Here's what the Iverson Movie Ranch obsession is all about ...

For an introduction to this blog and to the obsession a growing number of vintage film and TV fans have with the Iverson Movie Ranch — the most widely filmed outdoor location in movie and TV history — please read the site's introductory post, found here.
• Your feedback is appreciated — please leave comments on any of the posts.
• To find specific rock features or look up movie titles, TV shows, actors and production people, see the "LABELS" section — the long alphabetical listing on the right side of the page, below.
• To join the MAILING LIST, send me an email at iversonmovieranch@gmail.com and let me know you'd like to sign up.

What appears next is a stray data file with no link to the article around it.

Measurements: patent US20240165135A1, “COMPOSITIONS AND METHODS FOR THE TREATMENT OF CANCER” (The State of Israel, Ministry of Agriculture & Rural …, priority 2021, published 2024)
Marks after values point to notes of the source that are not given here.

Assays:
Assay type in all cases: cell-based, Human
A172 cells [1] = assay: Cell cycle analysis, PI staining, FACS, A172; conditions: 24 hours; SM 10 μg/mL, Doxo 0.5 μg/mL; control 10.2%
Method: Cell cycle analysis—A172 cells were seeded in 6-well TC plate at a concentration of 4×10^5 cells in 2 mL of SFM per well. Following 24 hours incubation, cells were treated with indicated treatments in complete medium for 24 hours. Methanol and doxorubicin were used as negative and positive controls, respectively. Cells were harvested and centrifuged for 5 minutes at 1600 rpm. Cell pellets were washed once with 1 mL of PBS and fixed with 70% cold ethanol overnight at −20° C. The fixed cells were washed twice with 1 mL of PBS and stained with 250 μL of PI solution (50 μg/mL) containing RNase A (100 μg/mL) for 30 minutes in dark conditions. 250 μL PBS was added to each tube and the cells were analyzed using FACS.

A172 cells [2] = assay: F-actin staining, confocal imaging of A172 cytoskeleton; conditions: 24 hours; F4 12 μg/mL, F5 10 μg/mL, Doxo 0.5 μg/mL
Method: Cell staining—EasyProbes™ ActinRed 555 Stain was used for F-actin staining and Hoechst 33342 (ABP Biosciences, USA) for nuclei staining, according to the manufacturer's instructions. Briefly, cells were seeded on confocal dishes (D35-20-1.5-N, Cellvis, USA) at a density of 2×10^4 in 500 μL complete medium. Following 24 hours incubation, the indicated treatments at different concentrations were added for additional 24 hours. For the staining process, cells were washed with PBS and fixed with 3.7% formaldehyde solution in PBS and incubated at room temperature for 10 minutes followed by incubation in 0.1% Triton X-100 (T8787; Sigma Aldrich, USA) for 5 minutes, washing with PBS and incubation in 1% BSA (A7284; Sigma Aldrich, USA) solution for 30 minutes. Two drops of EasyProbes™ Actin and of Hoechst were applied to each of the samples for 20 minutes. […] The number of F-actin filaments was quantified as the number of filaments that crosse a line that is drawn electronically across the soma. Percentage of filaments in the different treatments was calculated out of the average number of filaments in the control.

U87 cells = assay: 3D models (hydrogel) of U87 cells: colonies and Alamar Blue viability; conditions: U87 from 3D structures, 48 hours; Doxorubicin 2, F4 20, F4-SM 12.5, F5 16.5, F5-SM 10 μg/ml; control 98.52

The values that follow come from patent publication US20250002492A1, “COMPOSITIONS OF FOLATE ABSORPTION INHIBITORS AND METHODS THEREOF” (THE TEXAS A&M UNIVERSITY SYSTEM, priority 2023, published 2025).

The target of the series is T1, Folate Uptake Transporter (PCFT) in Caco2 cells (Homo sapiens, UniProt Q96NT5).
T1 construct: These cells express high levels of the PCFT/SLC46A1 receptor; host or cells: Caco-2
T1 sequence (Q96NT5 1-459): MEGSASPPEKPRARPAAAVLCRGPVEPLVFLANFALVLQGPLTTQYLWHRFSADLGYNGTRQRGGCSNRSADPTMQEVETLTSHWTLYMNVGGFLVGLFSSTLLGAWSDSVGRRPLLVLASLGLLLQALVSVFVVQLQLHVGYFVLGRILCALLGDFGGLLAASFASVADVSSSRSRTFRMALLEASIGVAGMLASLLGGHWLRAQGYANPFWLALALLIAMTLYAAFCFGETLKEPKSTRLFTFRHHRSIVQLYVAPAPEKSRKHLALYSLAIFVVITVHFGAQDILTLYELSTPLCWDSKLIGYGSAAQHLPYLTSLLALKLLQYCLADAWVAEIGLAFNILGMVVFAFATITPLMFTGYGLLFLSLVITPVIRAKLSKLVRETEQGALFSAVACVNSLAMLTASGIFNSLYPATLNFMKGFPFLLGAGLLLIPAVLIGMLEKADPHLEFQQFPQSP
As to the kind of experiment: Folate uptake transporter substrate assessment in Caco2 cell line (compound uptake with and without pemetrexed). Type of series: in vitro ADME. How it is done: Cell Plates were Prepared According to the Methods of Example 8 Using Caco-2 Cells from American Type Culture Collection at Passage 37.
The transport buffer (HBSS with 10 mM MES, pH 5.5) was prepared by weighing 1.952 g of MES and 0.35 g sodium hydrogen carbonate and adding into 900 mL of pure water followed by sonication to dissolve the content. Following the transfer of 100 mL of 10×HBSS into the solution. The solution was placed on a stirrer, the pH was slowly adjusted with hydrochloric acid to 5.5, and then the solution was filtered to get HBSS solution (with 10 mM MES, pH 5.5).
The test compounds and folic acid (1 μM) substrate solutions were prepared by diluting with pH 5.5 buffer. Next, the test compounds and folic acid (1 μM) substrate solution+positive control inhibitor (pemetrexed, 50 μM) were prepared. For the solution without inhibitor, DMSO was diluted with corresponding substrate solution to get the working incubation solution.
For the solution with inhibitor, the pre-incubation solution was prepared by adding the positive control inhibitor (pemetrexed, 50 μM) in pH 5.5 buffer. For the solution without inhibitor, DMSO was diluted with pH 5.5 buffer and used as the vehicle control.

• I've also begun a YouTube channel for Iverson Movie Ranch clips and other movie location videos, which you can get to by clicking here.
• Here's a link to Garden of the Gods, the best-known section of the Iverson Movie Ranch (featured in the movie "Stagecoach," the "Lone Ranger" TV show and hundreds of other productions).
• To go right to the great Iverson cinematographers, click here.
• Readers can email the webmaster at iversonmovieranch@gmail.com.

Tuesday, April 30, 2013

One of the best deals in entertainment history: Thoughts on the Corriganville tour (Off the Beaten Path)

For anyone interested in the history of movies and TV shows — especially Westerns — you'll never get more bang for your buck than taking the $5 Corriganville tour. It isn't the kind of ho-hum tour you might expect when sleepy suburbanites gather on Saturday mornings in Anytown USA. This one's pure Old West with a healthy sprinkle of Hollywood — a detailed, informative and enlightening trip back into movie history.

Gregg "Cheyenne" Anderson,
Corriganville historian and tour guide